JACKSON, Miss. (AP) — A black Mississippi citizen is taking his case against the state’s Confederate-themed flag to the U.S. Supreme Court.
In papers filed Wednesday, attorneys for Carlos Moore said lower courts were wrong to reject his argument that the flag is a symbol of white supremacy that harms him and his young daughter by violating the Constitution’s guarantee of equal protection to all citizens.
His attorneys wrote that under the 5th U.S. Circuit Court of Appeals’ ruling against Moore, “a city could adopt ‘White Supremacy Forever’ as its official motto; or a county could incorporate an image of white hooded figures and a noose hanging from a tree into its county seal; or a state could incorporate a Nazi swastika, as an endorsement of Aryan/white supremacy, in its state flag.”
Mississippi’s is the last state flag to feature the Confederate battle emblem. Critics say the symbol is racist. Supporters say it represents history.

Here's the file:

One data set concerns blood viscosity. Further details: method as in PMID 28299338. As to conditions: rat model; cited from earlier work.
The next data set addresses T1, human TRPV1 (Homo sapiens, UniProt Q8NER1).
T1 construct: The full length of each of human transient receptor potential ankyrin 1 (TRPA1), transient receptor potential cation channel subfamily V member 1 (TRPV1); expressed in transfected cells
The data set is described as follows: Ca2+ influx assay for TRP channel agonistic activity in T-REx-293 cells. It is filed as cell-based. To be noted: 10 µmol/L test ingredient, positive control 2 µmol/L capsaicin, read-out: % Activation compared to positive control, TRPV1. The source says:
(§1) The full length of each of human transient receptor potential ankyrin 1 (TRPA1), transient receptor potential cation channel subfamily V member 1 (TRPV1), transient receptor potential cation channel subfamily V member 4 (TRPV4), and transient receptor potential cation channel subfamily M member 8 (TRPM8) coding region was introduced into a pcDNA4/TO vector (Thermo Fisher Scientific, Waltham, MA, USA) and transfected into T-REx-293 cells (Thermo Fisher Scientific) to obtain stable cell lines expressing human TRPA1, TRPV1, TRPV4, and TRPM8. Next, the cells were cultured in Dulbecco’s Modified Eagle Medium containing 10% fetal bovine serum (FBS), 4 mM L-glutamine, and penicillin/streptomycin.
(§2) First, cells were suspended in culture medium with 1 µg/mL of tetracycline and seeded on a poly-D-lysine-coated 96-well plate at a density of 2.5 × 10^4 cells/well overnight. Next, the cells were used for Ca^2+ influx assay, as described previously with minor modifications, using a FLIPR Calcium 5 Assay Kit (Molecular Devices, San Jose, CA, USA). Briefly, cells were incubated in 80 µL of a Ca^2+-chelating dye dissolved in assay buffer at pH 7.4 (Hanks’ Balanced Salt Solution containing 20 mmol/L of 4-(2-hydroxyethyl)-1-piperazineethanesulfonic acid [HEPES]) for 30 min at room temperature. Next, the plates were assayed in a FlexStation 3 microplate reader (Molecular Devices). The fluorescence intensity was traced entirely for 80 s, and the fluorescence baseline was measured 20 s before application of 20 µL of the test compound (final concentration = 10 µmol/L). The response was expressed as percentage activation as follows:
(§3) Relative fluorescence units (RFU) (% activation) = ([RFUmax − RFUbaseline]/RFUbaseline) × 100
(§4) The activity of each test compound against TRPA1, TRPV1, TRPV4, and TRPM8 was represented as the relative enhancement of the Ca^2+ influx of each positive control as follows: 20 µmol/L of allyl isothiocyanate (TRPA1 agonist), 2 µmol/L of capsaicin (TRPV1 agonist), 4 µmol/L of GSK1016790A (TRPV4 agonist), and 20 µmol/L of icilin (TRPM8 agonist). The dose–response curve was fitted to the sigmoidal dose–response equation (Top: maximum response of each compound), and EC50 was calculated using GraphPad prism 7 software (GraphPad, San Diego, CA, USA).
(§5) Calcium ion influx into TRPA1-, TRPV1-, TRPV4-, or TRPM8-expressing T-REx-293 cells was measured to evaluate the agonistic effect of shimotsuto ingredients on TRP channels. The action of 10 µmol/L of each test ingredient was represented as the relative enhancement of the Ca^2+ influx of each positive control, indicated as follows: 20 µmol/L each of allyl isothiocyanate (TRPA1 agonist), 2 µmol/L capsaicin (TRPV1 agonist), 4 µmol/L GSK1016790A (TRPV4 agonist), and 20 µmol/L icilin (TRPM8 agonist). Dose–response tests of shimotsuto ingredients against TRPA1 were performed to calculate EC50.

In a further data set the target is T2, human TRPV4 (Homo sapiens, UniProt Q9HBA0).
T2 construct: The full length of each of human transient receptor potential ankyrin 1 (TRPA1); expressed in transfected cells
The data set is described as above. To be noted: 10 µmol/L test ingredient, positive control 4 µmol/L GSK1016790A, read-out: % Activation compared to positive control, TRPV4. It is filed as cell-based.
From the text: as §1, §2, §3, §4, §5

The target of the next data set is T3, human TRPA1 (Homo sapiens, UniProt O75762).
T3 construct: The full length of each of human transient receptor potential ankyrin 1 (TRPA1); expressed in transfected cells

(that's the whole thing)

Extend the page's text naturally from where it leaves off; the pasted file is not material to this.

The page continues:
Mississippi has used the flag since 1894, displaying its red field and tilted blue cross dotted with 13 white stars in the upper left corner. Voters kept it in a 2001 election.
However, several cities and towns and all eight of the state’s public universities have stopped flying the flag amid concerns that it is offensive in a state where 38 percent of the population is black. Many took action after the June 2015 massacre of nine black worshippers at a church in Charleston, South Carolina, by an avowed white supremacist who posed with the Confederate battle flag in photos posted online.
The fresh scrutiny has extended to other Old South symbols on public display; New Orleans recently removed statues of Confederate officers and a monument to white supremacy, and other cities are considering similar demotions.
The lawsuit Moore filed in February 2016 says the Mississippi flag is “state-sanctioned hate speech,” and seeks to have it declared an unconstitutional relic of slavery.
U.S. District Judge Carlton Reeves dismissed it in September…